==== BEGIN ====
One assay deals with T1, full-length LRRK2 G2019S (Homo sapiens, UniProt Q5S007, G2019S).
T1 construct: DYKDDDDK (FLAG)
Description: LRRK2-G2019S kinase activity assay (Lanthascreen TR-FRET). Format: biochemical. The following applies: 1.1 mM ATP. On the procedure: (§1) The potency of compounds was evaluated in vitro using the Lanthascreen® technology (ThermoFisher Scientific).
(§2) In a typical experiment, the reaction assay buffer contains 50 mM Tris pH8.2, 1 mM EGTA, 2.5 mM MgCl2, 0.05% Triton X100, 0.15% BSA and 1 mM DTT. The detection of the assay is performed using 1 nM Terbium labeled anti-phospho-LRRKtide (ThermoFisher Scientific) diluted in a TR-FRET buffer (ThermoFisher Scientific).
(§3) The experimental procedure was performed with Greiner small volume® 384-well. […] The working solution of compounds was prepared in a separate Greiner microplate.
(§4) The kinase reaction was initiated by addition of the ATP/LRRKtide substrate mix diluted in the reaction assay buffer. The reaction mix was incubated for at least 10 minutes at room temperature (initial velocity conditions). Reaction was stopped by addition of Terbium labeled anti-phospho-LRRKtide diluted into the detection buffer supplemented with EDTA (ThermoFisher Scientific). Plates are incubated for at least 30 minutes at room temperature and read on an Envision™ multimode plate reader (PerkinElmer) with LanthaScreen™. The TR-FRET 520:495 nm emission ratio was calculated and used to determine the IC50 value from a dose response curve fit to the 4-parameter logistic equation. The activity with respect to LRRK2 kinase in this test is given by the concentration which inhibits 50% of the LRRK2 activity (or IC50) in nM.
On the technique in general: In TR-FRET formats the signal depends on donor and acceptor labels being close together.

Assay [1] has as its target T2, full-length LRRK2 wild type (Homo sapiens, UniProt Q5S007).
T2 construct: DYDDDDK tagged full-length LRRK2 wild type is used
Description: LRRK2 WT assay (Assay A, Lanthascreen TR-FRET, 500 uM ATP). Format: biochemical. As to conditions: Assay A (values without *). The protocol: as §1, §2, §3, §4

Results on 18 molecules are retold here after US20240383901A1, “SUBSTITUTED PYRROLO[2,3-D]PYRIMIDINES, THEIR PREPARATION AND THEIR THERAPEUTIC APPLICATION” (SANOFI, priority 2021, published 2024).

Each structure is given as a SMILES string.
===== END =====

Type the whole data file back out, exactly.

One assay deals with T1, full-length LRRK2 G2019S (Homo sapiens, UniProt Q5S007, G2019S).
T1 construct: DYKDDDDK (FLAG)
Description: LRRK2-G2019S kinase activity assay (Lanthascreen TR-FRET). Format: biochemical. The following applies: 1.1 mM ATP. On the procedure: (§1) The potency of compounds was evaluated in vitro using the Lanthascreen® technology (ThermoFisher Scientific).
(§2) In a typical experiment, the reaction assay buffer contains 50 mM Tris pH8.2, 1 mM EGTA, 2.5 mM MgCl2, 0.05% Triton X100, 0.15% BSA and 1 mM DTT. The detection of the assay is performed using 1 nM Terbium labeled anti-phospho-LRRKtide (ThermoFisher Scientific) diluted in a TR-FRET buffer (ThermoFisher Scientific).
(§3) The experimental procedure was performed with Greiner small volume® 384-well. […] The working solution of compounds was prepared in a separate Greiner microplate.
(§4) The kinase reaction was initiated by addition of the ATP/LRRKtide substrate mix diluted in the reaction assay buffer. The reaction mix was incubated for at least 10 minutes at room temperature (initial velocity conditions). Reaction was stopped by addition of Terbium labeled anti-phospho-LRRKtide diluted into the detection buffer supplemented with EDTA (ThermoFisher Scientific). Plates are incubated for at least 30 minutes at room temperature and read on an Envision™ multimode plate reader (PerkinElmer) with LanthaScreen™. The TR-FRET 520:495 nm emission ratio was calculated and used to determine the IC50 value from a dose response curve fit to the 4-parameter logistic equation. The activity with respect to LRRK2 kinase in this test is given by the concentration which inhibits 50% of the LRRK2 activity (or IC50) in nM.
On the technique in general: In TR-FRET formats the signal depends on donor and acceptor labels being close together.

Assay [1] has as its target T2, full-length LRRK2 wild type (Homo sapiens, UniProt Q5S007).
T2 construct: DYDDDDK tagged full-length LRRK2 wild type is used
Description: LRRK2 WT assay (Assay A, Lanthascreen TR-FRET, 500 uM ATP). Format: biochemical. As to conditions: Assay A (values without *). The protocol: as §1, §2, §3, §4

Results on 18 molecules are retold here after US20240383901A1, “SUBSTITUTED PYRROLO[2,3-D]PYRIMIDINES, THEIR PREPARATION AND THEIR THERAPEUTIC APPLICATION” (SANOFI, priority 2021, published 2024).

Each structure is given as a SMILES string.